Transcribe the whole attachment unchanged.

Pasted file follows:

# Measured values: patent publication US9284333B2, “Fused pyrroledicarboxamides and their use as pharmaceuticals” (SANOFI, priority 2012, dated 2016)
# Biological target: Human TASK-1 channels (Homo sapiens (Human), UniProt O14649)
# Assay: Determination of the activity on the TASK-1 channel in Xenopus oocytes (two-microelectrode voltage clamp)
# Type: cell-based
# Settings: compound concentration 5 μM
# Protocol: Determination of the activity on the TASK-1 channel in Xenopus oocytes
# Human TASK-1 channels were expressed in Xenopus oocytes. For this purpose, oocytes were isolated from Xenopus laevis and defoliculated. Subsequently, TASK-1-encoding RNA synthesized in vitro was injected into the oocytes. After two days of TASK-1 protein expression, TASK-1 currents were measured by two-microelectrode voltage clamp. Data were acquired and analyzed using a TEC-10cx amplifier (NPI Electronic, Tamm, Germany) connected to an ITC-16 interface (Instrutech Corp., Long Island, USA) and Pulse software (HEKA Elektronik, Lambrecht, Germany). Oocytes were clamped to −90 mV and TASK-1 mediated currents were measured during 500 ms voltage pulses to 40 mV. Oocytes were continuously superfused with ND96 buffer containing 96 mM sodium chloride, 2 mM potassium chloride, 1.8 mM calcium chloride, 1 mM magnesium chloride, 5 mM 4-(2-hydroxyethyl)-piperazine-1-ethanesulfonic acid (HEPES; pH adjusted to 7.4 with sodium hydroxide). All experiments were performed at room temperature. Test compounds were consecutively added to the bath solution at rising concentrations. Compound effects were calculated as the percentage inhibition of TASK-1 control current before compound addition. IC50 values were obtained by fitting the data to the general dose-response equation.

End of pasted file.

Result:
# Measured values: patent publication US9284333B2, “Fused pyrroledicarboxamides and their use as pharmaceuticals” (SANOFI, priority 2012, dated 2016)
# Biological target: Human TASK-1 channels (Homo sapiens (Human), UniProt O14649)
# Assay: Determination of the activity on the TASK-1 channel in Xenopus oocytes (two-microelectrode voltage clamp)
# Type: cell-based
# Settings: compound concentration 5 μM
# Protocol: Determination of the activity on the TASK-1 channel in Xenopus oocytes
# Human TASK-1 channels were expressed in Xenopus oocytes. For this purpose, oocytes were isolated from Xenopus laevis and defoliculated. Subsequently, TASK-1-encoding RNA synthesized in vitro was injected into the oocytes. After two days of TASK-1 protein expression, TASK-1 currents were measured by two-microelectrode voltage clamp. Data were acquired and analyzed using a TEC-10cx amplifier (NPI Electronic, Tamm, Germany) connected to an ITC-16 interface (Instrutech Corp., Long Island, USA) and Pulse software (HEKA Elektronik, Lambrecht, Germany). Oocytes were clamped to −90 mV and TASK-1 mediated currents were measured during 500 ms voltage pulses to 40 mV. Oocytes were continuously superfused with ND96 buffer containing 96 mM sodium chloride, 2 mM potassium chloride, 1.8 mM calcium chloride, 1 mM magnesium chloride, 5 mM 4-(2-hydroxyethyl)-piperazine-1-ethanesulfonic acid (HEPES; pH adjusted to 7.4 with sodium hydroxide). All experiments were performed at room temperature. Test compounds were consecutively added to the bath solution at rising concentrations. Compound effects were calculated as the percentage inhibition of TASK-1 control current before compound addition. IC50 values were obtained by fitting the data to the general dose-response equation.